Tim Zagat, publisher and co-creator of the Zagat Restaurant Survey, is dashing about on one of his frenetic monthly restaurant tours. “There are some places,” he says, exiting a seedy spot in downtown Manhattan, “where the minute you smell them, you know you don’t want to go back in again. This place smells like cleaning fluid.” Tonight’s tour has Zagat and a small entourage careening through the maze of narrow streets near the financial district in his 11-year-old Toyota wagon. Searching for snappy new eateries to add to his annual listing, he allots about three minutes to size up the decor, menu and crowd at each place, while totally ignoring the food. Critiquing the cuisine will come later, when Zagat’s army of eaters descends to render a collective thumbs-up or down.
Zagat is one restaurant critic who doesn’t sample dishes; he samples opinions. Each one of his pocket-size, cranberry-colored guides is a distillation of the ratings of thousands of volunteer lay gourmets, who send in comments on as many Chez Babbettes and Vito’s Trattorias as they and their budgets can bear. In the often elitist world of food criticism, that democratic approach has proved a stunning success. As recently as 1979 Tim, 47, and wife Nina, 44, were mimeographing their restaurant surveys. They published their first major restaurant guide in New York in 1983, then moved on to Chicago, San Francisco and Washington, D.C. Their first L.A. guide, published in December, sold out in six weeks; next year they’ll add Boston and New Orleans. Their latest New York City guide, out last November, was a paperback best-seller by January and is now in its fourth printing.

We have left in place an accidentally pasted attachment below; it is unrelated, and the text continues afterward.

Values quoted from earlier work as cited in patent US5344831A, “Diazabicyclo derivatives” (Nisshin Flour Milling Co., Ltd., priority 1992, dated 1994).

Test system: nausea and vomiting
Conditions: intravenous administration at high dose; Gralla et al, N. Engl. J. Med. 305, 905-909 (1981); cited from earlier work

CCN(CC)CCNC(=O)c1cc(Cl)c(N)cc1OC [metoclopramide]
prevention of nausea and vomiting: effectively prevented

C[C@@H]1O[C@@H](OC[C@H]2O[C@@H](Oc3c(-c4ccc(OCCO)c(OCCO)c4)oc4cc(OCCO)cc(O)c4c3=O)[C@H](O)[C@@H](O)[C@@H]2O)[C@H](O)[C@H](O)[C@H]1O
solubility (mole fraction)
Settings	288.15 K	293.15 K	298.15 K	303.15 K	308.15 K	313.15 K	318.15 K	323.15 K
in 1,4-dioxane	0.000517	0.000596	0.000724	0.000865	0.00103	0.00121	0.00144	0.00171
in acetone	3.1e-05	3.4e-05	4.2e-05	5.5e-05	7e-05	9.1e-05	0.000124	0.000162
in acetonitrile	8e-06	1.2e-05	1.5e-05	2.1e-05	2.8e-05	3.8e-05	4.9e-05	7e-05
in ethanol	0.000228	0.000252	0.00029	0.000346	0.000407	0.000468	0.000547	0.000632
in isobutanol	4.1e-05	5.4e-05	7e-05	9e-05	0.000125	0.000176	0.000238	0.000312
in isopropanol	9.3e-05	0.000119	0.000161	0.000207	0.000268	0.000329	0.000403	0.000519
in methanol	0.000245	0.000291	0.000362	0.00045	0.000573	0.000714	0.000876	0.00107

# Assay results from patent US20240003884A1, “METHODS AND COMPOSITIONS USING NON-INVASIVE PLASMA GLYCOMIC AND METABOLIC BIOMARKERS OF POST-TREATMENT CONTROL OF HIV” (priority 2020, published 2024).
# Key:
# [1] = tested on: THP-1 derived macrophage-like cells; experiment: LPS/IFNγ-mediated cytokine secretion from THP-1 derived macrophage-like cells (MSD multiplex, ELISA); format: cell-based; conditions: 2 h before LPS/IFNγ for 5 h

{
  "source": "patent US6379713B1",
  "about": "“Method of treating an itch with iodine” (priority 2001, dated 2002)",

Based on questionaires sent to 8,000 food fanatics in the cities they cover, the Zagat guides rate individual restaurants on food, decor, service and cost (“before drinks and tip”). Brief four-to-five-line reviews hit the high and low points of each entry. “Basically the participants are looking for something good, but no critic has ever bombed a place the way our people have bombed some restaurants,” says Tim, who relishes picking his contributors’ most piquant remarks. One irreverent Zagatnik called Sardi’s, the legendary aprestheater haunt, “the longest running gag on Broadway.” Mortimer’s, a hangout for the city’s society set these days, was deemed a “con game,” and “better for people-watching than dining….”
Despite the sometimes ruthless reviews, the Zagat guides have earned praise from food critics and connoisseurs. Andre Soltner, owner of New York’s Lutèce—the Zagatniks’ contender for the title of America’s best French restaurant—says, “The idea is great. If you have the opinions of many, it’s a little more fair.” Jay Jacobs, until recently restaurant reviewer for Gourmet magazine, calls the guides “the most dependable cross section I’ve seen. The contributors are putting their money where their mouths are.”